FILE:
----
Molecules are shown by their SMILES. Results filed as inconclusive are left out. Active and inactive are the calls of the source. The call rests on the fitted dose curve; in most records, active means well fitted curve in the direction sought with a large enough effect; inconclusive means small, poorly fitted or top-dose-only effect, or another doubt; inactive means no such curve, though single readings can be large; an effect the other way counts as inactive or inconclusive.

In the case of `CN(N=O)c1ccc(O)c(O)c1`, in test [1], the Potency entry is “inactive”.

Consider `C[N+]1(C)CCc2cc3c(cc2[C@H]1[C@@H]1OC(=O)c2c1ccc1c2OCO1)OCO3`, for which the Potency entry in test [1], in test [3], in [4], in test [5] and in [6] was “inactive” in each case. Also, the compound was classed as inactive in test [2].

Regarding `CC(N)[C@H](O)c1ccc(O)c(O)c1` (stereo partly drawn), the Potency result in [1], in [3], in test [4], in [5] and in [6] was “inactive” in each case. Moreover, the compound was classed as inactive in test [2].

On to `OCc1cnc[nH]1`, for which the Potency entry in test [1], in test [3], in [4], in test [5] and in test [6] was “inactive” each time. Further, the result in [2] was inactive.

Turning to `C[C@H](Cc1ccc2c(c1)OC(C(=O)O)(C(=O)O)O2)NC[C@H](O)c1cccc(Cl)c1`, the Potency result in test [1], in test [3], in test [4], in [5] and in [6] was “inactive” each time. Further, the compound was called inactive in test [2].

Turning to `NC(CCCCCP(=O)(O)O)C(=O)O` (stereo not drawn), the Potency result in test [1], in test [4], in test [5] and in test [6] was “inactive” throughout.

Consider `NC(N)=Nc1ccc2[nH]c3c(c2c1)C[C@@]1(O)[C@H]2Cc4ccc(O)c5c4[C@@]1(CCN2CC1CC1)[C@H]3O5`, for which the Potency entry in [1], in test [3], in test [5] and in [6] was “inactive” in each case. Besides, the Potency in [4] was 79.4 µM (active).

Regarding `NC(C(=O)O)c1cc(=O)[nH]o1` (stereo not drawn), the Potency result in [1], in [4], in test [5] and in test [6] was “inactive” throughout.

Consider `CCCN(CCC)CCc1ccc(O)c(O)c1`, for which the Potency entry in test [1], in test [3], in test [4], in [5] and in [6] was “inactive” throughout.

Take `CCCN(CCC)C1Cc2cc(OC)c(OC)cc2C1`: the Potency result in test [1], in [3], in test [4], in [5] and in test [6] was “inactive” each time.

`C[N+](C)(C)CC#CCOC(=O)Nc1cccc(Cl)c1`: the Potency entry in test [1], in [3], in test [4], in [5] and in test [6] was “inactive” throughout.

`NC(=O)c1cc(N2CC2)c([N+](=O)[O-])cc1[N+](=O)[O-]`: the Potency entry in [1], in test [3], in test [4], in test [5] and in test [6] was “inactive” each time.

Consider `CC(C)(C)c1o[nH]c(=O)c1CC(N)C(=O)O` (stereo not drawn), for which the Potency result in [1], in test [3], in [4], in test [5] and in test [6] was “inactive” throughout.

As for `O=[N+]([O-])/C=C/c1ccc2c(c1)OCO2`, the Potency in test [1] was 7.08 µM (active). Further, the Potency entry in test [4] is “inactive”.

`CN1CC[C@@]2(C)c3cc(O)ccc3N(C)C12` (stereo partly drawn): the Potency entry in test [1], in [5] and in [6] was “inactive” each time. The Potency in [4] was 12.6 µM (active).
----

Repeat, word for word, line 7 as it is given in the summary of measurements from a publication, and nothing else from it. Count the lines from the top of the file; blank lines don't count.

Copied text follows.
Turning to `NC(CCCCCP(=O)(O)O)C(=O)O` (stereo not drawn), the Potency result in test [1], in test [4], in test [5] and in test [6] was “inactive” throughout.